Brigid Glanville: And how the perpetrator covered his tracks.
Pat Clawson: And how the perpetrator covered his tracks. So he went through, we kicked it around over drinks and over dinner one night, and right, you know, ĎGee this would be kind of a cool subject for a novelí. I mean some of the people I hang out with here in Washington, some of the people that Steve knows, are journalists, and believe me, every journalist in this townís working on a book on some subject at some time. And the conversation to the direction that ĎWell, you know the thing that really makes the Tom Clancy novels interesting are all the technical detail that are in them, and we donít have that kind of technical knowledge, but Gee, Steve, you do; why donít you do the book?í So thatís how it came about. And indeed the book is not about anthrax, itís about a bubonic plague attack on Washington, D.C., anthrax is not involved at all, and it has nothing to do with sending anything through the mail. In this case the book is about a terrorist who goes into the White House in a wheelchair that was equipped to spray bubonic plague germs, and that was the basis of the novel.
Brigid Glanville: In the endless tangled web of possibilities, the fact that an American couple contracted bubonic plague last week now has the authorities scurrying again. While the couple did contract it from a rat on their farm in New Mexico, authorities were still put on full alert of a bioterrorism threat.
The theory that the anthrax situation is connected to whether America will or wonít sign the Biological Weapons Convention this month is one of plausible political possibilities. Another is money. Somebody may have wanted a lot more money spent in the science side of biological weapons and thought this was a good way to get the governmentís attention. It seems astonishing that anyone would risk the lives of tens of thousands of Americans to raise awareness of research funding, but no-one says we live in a particularly sane world.
Fort Detrick has faced funding cuts in the last few years, and possibly anthrax research that hasnít been a threat for some years bore the brunt of it. Raising awareness of how lethal the product can be is a sure way to get more money spent on bioterrorism.
In a private home in Delaware, expert in anthrax, Dr Meryl Nass.
Meryl Nass: These anthrax attacks were designed to seek publicity because they attacked the media, and I think they chose the National Inquirer first because they knew that was one media outlet that was unlikely to be muzzled and was going to write about how it itself has been attacked.
Brigid Glanville: Theyíre like a tabloid, arenít they?
Meryl Nass: Yes, theyíre a tabloid newspaper. And then they chose some very high profile Senators to attack so that Congress would probably be scared by the possibility of having their own buildings, their own person attacked, and they are the ones who vote funding for bioterrorism preparations and responses. And sure enough, within a few weeks, Congress had voted billions of dollars for bioterrorism.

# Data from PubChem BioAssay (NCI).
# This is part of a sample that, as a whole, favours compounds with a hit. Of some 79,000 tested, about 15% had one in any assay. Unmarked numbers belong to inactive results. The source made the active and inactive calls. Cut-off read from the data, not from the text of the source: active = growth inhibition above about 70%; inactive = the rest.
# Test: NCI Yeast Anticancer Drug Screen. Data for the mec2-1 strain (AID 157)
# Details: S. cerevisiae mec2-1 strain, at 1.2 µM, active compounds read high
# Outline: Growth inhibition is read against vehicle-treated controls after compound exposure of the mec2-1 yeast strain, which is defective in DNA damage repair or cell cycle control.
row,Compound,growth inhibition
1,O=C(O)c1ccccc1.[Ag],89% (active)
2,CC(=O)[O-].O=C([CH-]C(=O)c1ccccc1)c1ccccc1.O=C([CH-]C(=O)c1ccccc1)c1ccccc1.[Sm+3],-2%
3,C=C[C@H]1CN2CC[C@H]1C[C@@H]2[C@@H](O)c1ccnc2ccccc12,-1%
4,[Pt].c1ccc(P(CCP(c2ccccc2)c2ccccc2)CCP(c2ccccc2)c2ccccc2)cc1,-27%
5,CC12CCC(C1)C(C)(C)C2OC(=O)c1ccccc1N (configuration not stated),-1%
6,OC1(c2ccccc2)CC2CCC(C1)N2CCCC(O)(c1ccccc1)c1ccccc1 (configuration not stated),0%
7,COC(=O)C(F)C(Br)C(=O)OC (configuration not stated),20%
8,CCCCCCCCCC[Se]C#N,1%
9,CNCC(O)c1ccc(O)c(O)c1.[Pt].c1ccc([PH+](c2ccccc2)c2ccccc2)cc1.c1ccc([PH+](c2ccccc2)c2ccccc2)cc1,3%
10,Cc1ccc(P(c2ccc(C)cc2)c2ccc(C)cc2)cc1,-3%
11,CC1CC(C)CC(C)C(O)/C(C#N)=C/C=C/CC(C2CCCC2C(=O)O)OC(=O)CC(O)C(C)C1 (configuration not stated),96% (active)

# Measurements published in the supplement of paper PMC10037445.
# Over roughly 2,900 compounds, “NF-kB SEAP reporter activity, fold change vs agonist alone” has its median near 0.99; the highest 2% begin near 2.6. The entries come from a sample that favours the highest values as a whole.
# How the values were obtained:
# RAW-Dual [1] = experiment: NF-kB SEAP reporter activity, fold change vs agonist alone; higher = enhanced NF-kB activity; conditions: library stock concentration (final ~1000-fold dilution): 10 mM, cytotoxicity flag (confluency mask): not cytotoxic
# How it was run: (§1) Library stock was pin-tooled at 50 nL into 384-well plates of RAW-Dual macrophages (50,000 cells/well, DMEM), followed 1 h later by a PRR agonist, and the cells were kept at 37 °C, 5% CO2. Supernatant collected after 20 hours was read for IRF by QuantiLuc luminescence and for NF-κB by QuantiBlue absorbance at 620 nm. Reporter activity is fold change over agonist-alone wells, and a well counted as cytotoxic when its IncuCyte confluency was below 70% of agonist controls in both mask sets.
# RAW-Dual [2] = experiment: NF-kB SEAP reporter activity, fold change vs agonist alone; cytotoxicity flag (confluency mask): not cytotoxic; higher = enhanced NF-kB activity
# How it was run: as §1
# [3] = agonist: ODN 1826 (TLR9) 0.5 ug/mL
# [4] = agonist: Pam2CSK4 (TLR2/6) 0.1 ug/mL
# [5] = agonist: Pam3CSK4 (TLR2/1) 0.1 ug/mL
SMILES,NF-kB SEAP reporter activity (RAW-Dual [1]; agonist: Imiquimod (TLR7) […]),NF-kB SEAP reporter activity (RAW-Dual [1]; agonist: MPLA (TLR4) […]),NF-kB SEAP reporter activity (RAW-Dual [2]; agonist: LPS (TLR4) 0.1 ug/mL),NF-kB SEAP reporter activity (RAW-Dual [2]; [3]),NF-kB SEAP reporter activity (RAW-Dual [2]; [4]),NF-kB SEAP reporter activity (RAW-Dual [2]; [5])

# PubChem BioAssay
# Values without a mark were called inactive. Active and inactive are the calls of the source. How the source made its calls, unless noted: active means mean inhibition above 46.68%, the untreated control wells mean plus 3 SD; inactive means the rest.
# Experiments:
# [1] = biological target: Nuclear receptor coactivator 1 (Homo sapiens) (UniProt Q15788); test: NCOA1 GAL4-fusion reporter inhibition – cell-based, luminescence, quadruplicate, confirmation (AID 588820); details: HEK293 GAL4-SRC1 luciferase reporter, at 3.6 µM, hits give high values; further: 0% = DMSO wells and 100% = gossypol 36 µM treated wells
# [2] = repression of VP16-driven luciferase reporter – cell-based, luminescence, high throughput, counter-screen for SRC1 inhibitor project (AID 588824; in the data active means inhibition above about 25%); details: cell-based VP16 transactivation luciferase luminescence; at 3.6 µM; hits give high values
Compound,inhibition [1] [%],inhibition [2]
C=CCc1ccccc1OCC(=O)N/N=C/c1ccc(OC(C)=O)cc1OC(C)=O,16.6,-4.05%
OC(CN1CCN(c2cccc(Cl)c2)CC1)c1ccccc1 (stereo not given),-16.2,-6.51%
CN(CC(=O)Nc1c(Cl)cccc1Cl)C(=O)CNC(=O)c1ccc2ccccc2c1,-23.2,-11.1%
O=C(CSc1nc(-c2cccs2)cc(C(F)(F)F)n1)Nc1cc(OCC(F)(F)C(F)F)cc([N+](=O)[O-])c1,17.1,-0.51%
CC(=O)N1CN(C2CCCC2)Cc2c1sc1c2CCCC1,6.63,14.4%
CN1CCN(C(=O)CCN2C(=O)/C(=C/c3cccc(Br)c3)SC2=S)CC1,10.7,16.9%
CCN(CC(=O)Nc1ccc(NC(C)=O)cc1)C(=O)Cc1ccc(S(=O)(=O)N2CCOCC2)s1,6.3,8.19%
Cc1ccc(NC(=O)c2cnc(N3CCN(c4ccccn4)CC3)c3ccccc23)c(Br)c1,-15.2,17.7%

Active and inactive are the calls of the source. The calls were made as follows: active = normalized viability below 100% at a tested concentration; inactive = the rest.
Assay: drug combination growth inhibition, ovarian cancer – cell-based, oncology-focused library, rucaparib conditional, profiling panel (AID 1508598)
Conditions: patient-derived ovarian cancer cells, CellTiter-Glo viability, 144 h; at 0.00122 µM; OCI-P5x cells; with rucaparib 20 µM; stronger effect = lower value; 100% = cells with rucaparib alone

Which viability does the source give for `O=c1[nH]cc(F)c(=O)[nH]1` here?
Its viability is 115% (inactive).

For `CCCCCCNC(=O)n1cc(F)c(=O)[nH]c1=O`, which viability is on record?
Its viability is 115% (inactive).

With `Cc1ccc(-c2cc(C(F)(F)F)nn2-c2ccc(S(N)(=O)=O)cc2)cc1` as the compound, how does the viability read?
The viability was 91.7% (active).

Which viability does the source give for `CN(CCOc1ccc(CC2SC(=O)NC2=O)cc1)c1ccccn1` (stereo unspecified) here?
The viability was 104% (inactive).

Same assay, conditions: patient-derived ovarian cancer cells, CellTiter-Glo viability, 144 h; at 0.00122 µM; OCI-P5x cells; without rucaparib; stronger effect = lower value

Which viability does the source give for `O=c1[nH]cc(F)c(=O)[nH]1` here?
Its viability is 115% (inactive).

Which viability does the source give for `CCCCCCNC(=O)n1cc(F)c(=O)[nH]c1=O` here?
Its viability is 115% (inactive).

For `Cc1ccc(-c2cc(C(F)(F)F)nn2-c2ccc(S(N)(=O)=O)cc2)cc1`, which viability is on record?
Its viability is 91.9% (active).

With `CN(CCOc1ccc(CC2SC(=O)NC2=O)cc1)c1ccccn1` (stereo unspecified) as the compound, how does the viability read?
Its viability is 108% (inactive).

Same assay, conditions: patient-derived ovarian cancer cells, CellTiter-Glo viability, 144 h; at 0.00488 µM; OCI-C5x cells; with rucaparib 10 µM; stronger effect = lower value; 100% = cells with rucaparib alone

Brigid Glanville: Who have been the beneficiaries of this bioterrorism scare? Who has received money?
Meryl Nass: Well basically everybody, except myself, in the bioterrorism field has received money, I mean any researcher who has had a good idea about responses to anthrax has gotten money and as a result we are seeing an enormous number of new treatments for anthrax, and thatís going to be very helpful. But you know, the money could have been spent a year or two ago and we would have had an enormous number of treatments for anthrax. Weíve got new anthrax vaccines, new smallpox vaccines, the country has spent $850-million for new smallpox vaccines, $1-billion has been given to the States to improve bioterrorism preparations, there are almost $6-billion in the budget this year for bioterrorism. So the money has been spread widely.
Brigid Glanville: Dr Nass strongly believes itís been done by someone very high up in the US intelligence community.
Meryl Nass: I think first of all thereís probably certain people that are just not going to be found. If it was somebody who was really high up, letís say William Patrick for example, the country is not going to identify William Patrick as a perpetrator because he used to run the offensive program and it would be too embarrassing to say somebody like, I donít think William Patrick did it, by the way, but it would be too embarrassing to say that somebody on that level could have done something like this.
Brigid Glanville: Do you think it is someone on that level?
Meryl Nass: Well I think itís possible. Certainly it seems that the FBI investigation has had a lot of fumbles and it may be that somebody at a high level has managed to keep the FBI fumbling.
Brigid Glanville: And if the government did know who did it, they would never admit to it when they could jeopardise the public opinion on the stance theyíve taken on the Biological Weapons Convention.